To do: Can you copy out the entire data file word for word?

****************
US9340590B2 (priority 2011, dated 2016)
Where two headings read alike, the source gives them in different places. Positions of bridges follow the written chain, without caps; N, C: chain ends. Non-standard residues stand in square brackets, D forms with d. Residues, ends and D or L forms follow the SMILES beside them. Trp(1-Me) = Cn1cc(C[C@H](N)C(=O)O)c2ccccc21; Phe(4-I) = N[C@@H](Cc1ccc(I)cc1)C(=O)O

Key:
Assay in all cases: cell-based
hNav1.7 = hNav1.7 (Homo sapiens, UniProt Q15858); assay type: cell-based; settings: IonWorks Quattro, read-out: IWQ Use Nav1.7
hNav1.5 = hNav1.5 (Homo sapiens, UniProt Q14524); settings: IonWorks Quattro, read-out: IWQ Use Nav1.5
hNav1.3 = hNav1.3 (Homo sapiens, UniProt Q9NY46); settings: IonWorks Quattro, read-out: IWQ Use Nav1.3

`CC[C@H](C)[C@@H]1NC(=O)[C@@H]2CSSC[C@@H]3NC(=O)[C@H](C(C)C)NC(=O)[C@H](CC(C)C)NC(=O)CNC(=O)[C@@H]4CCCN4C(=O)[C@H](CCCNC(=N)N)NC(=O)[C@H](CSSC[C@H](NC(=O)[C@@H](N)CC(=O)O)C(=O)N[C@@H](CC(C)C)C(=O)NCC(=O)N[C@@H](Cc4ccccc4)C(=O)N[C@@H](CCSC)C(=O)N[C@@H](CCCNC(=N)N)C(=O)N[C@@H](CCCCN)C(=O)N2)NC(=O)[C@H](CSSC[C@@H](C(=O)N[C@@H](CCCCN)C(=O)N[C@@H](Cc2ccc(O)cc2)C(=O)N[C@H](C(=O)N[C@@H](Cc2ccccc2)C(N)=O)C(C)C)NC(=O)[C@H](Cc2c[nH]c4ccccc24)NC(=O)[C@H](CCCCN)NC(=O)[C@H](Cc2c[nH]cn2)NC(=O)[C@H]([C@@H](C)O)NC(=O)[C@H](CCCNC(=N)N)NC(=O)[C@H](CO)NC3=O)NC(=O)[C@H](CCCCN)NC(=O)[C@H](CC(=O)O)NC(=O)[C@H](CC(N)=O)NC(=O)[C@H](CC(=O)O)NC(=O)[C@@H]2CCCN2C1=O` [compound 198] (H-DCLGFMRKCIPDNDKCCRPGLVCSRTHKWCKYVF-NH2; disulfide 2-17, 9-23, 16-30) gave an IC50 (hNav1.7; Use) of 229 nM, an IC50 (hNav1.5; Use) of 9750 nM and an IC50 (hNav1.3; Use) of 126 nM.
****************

US9340590B2 (priority 2011, dated 2016)
Where two headings read alike, the source gives them in different places. Positions of bridges follow the written chain, without caps; N, C: chain ends. Non-standard residues stand in square brackets, D forms with d. Residues, ends and D or L forms follow the SMILES beside them. Trp(1-Me) = Cn1cc(C[C@H](N)C(=O)O)c2ccccc21; Phe(4-I) = N[C@@H](Cc1ccc(I)cc1)C(=O)O

Key:
Assay in all cases: cell-based
hNav1.7 = hNav1.7 (Homo sapiens, UniProt Q15858); assay type: cell-based; settings: IonWorks Quattro, read-out: IWQ Use Nav1.7
hNav1.5 = hNav1.5 (Homo sapiens, UniProt Q14524); settings: IonWorks Quattro, read-out: IWQ Use Nav1.5
hNav1.3 = hNav1.3 (Homo sapiens, UniProt Q9NY46); settings: IonWorks Quattro, read-out: IWQ Use Nav1.3

`CC[C@H](C)[C@@H]1NC(=O)[C@@H]2CSSC[C@@H]3NC(=O)[C@H](C(C)C)NC(=O)[C@H](CC(C)C)NC(=O)CNC(=O)[C@@H]4CCCN4C(=O)[C@H](CCCNC(=N)N)NC(=O)[C@H](CSSC[C@H](NC(=O)[C@@H](N)CC(=O)O)C(=O)N[C@@H](CC(C)C)C(=O)NCC(=O)N[C@@H](Cc4ccccc4)C(=O)N[C@@H](CCSC)C(=O)N[C@@H](CCCNC(=N)N)C(=O)N[C@@H](CCCCN)C(=O)N2)NC(=O)[C@H](CSSC[C@@H](C(=O)N[C@@H](CCCCN)C(=O)N[C@@H](Cc2ccc(O)cc2)C(=O)N[C@H](C(=O)N[C@@H](Cc2ccccc2)C(N)=O)C(C)C)NC(=O)[C@H](Cc2c[nH]c4ccccc24)NC(=O)[C@H](CCCCN)NC(=O)[C@H](Cc2c[nH]cn2)NC(=O)[C@H]([C@@H](C)O)NC(=O)[C@H](CCCNC(=N)N)NC(=O)[C@H](CO)NC3=O)NC(=O)[C@H](CCCCN)NC(=O)[C@H](CC(=O)O)NC(=O)[C@H](CC(N)=O)NC(=O)[C@H](CC(=O)O)NC(=O)[C@@H]2CCCN2C1=O` [compound 198] (H-DCLGFMRKCIPDNDKCCRPGLVCSRTHKWCKYVF-NH2; disulfide 2-17, 9-23, 16-30) gave an IC50 (hNav1.7; Use) of 229 nM, an IC50 (hNav1.5; Use) of 9750 nM and an IC50 (hNav1.3; Use) of 126 nM.